WIPO Arbitration and Mediation Center
ADMINISTRATIVE PANEL DECISION
Consorzio per la Tutela del Franciacorta v. Vittorio Salamone
Case No. D2011-0345
1. The Parties
Complainant is Consorzio per la Tutela del Franciacorta of Erbusco, Province of Brescia, Italy, represented by Studio Legale Jacobacci, Sterpi, Francetti, Regoli, de Haas & Associati, Italy.
Respondent is Vittorio Salamone of Vizzini, Province of Catania, Italy, internally represented.
2. The Domain Name and Registrar
The disputed domain name <franciacorta.org> is registered with Tucows Inc.
3. Procedural History
The Complaint was filed with the WIPO Arbitration and Mediation Center (the “Center”) on February 18, 2011. On February 21, 2011, the Center transmitted by email to Tucows Inc. a request for registrar verification in connection with the disputed domain name. On February 22, 2011, Tucows Inc. transmitted by email to the Center its verification response confirming that Respondent is listed as the registrant and providing the contact details.
The Center verified that the Complaint satisfied the formal requirements of the Uniform Domain Name Dispute Resolution Policy (the “Policy” or “UDRP”), the Rules for Uniform Domain Name Dispute Resolution Policy (the “Rules”), and the WIPO Supplemental Rules for Uniform Domain Name Dispute Resolution Policy (the “Supplemental Rules”).
In accordance with the Rules, paragraphs 2(a) and 4(a), the Center formally notified Respondent of the Complaint, and the proceedings commenced on February 25, 2011. In accordance with the Rules, paragraph 5(a), the due date for Response was March 17, 2011. The Response was filed with the Center on February 25, 2011.
The Center appointed Roberto Bianchi as the sole panelist in this matter on March 22, 2011. The Panel finds that it was properly constituted. The Panel has submitted the Statement of Acceptance and Declaration of Impartiality and Independence, as required by the Center to ensure compliance with the Rules, paragraph 7.
4. Factual Background
Complainant Consorzio per la Tutela del Franciacorta is a public body created by Italian law to regulate and control the use of the name and trademark FRANCIACORTA, which is the denomination of origin of a well-known sparkling wine.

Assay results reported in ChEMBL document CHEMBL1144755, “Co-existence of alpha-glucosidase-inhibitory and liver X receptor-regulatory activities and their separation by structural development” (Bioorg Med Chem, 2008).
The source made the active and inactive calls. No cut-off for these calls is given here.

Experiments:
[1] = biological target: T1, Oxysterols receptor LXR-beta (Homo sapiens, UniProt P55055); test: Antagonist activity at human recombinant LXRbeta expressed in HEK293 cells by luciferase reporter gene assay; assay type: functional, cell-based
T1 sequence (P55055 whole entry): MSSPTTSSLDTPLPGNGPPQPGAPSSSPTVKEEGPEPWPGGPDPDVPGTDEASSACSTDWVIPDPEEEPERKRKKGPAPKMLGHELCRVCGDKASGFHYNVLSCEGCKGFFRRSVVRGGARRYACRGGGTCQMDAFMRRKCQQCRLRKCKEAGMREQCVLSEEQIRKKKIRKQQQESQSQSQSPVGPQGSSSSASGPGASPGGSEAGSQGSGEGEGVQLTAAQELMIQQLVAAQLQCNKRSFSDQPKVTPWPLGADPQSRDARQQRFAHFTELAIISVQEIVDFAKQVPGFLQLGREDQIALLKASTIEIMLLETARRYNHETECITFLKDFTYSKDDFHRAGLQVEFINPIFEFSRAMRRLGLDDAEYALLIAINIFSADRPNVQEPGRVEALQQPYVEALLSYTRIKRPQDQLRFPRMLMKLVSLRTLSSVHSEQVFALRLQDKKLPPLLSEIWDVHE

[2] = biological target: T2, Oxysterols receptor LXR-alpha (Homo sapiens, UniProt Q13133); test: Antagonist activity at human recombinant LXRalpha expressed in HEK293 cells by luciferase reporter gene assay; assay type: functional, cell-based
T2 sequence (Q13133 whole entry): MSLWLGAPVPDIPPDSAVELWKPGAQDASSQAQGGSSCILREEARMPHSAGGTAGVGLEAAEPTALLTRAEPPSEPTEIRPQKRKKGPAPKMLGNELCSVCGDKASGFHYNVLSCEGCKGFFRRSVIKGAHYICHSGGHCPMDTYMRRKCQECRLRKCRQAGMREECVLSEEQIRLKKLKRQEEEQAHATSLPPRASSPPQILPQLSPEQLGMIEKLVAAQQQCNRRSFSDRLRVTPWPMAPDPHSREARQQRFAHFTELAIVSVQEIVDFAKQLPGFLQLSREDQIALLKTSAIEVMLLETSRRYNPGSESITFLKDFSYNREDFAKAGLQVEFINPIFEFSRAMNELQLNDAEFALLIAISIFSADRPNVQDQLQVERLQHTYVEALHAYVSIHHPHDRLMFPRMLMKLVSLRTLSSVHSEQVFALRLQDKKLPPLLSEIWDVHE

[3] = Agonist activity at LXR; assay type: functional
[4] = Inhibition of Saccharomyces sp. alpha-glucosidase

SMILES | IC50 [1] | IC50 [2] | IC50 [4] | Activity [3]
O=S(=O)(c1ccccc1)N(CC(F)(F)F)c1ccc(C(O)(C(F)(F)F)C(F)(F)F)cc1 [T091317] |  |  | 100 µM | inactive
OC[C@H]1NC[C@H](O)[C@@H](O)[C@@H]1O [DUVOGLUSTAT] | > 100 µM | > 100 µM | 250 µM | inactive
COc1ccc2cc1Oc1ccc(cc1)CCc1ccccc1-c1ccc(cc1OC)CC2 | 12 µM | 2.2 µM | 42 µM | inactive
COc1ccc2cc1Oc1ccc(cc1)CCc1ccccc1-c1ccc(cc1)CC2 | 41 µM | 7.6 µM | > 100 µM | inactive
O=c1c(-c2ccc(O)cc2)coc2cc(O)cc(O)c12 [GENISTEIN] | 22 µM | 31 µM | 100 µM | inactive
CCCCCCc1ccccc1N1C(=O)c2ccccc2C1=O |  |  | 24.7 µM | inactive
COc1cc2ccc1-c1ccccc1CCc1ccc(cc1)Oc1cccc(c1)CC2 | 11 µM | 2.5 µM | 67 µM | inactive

Complainant owns FRANCIACORTA and other FRANCIACORTA-related trademark registrations in numerous countries, inter alia, an Italian registration for FRANCIACORTA DOCG (stylized), filed on September 22, 2006, registered on September 22, 2009 under Reg. No. 000121239, covering wines, sparkling wines, grappa and liquors of International Class 33. This trademark registration cites as priority a first filing on October 11, registered on December 23, 1996 under Reg. No. 697791.
The disputed domain name was registered on January 15, 2009.
On February 10, 2011 the disputed domain name resolved to a web site whose first page was entitled “FRANCIACORTA DOCG Portale di Promozione del Franciacorta e delle Aziende Produttrici” (“Franciacorta DOCG, a portal promoting the Franciacorta and its producers”). The portal contained, apart from some texts referring to FRANCIACORTA sparkling wines, a number of references and links to food products and their manufacturers, apparently unrelated to Complainant.
5. Parties’ Contentions
In its Complaint, Complainant contends as follows:
- Complainant is and has been the owner of the trademark FRANCIACORTA for many years. FRANCIACORTA is a famous trademark, particularly in Italy, where it is primarily known in connection with a sparkling wine. The disputed domain name includes the trademark and trade name FRANCIACORTA.